Rebellion gets more pronounced with more rules. Paul makes this point clearly in Romans 7:7-11.

What shall we say, then? Is the law sinful? Certainly not! Nevertheless, I would not have known what sin was had it not been for the law. For I would not have known what coveting really was if the law had not said, “You shall not covet.” But sin, seizing the opportunity afforded by the commandment, produced in me every kind of coveting. For apart from the law, sin was dead. Once I was alive apart from the law; but when the commandment came, sin sprang to life and I died. 10 I found that the very commandment that was intended to bring life actually brought death. 11 For sin, seizing the opportunity afforded by the commandment, deceived me, and through the commandment put me to death.

The more rules a society has, the more rebellious its people. Those who live in Singapore, one of the most rule-oriented societies in the history of the world, say that its people are constantly looking for ways to act out in rebellion; in sexual, emotional, financial and substance abuse activities.

So what is the answer to this: have no rules? That would simply foment chaos. For those of us who have raised our children, we often remember the biggest mistakes we made as teens. When we see our own teens marching down the road toward those same mistakes, we want to jump in and squash those problems before they start. This can be a mistake if we try and prevent some things from happening too soon. The more we mention how bad some mistakes are, the more curious their rebellion gets.

Or, when they do make mistakes, we often (out of love) jump in to rescue them too early. This gives our children the impression that they are not responsible for figuring these things out on their own. When they truly are “on their own” they have not had to exercise their own judgment. We may be setting them up for failing by rescuing them too early.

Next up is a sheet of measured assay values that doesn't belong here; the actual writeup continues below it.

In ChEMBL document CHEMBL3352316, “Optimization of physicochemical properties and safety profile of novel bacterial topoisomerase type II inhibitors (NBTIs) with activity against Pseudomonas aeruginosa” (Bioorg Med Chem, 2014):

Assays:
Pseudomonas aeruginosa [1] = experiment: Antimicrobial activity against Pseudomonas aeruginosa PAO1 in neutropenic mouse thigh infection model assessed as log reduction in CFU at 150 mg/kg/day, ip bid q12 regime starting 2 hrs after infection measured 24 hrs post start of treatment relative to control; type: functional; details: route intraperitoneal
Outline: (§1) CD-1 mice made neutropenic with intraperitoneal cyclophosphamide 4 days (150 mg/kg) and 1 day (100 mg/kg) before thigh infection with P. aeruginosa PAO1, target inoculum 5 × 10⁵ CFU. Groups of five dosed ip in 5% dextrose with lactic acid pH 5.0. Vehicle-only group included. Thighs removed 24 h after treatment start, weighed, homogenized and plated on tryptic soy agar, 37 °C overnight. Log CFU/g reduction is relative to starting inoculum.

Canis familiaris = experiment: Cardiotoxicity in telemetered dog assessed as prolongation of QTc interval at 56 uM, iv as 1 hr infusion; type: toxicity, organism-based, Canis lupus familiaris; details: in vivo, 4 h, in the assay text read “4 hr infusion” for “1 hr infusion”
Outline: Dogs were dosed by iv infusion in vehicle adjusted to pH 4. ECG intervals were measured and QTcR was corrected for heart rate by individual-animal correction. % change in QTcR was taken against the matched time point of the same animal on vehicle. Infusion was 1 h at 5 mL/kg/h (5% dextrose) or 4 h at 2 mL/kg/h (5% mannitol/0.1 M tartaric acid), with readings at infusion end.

The other mistake is made when we rush in to create even more rules to control them.  Doing this virtually guarantees they will kick against it. Some will do this openly, but many will wait until after they leave home to do it.

The key to balancing the approach to potential mistakes is always boundaries and consequences. Let them know how you would like them to act while they live in your house. At the same time, give them options in life. As they get older, give them choices; even choices that you might disapprove of. The more choices a child has in their life, the better they will get in handling their own ability to choose. A parent should never take all choices away from their children. This is a recipe for disaster. you cannot make a child believe what  you believe, no matter how much you isolate them.

I think of the Father of the Prodigal Son. He didn’t force his child to stay home. He knew the child would destroy the peace of his life by going away with the inheritance, but he did not stop him.

The longer you hold onto all the choices in a child’s life, the more intensely they will rebel when they are no longer under your authority.

But, if  you live your life with integrity, if you bring in life options consistent with  your beliefs and explain why you believe what you do, and then give your child the options to agree or disagree, then though they will certainly rebel at some point, they will do so with much less intensity than if you tried to control their choices.

In the next article, I want to show what a good example and a bad example would look like in this discussion.